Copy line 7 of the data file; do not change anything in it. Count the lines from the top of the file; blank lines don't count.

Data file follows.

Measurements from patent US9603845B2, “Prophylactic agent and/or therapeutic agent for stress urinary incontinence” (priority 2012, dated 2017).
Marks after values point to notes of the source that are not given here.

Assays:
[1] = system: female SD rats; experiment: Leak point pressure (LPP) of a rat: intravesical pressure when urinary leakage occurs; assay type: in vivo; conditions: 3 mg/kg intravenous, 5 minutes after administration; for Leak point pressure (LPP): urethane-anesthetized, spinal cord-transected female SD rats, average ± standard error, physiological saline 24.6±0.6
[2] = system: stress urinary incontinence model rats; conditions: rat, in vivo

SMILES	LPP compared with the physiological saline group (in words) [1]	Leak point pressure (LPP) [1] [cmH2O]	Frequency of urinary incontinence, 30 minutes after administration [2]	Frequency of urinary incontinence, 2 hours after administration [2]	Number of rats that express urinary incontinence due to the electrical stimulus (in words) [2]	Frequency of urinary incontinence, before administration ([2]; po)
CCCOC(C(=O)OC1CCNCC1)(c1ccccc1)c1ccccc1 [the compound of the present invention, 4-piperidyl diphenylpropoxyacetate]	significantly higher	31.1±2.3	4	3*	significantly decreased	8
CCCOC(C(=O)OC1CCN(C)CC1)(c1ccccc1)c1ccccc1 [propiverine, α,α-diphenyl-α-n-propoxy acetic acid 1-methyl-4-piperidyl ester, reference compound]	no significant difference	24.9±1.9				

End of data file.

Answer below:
CCCOC(C(=O)OC1CCNCC1)(c1ccccc1)c1ccccc1 [the compound of the present invention, 4-piperidyl diphenylpropoxyacetate]	significantly higher	31.1±2.3	4	3*	significantly decreased	8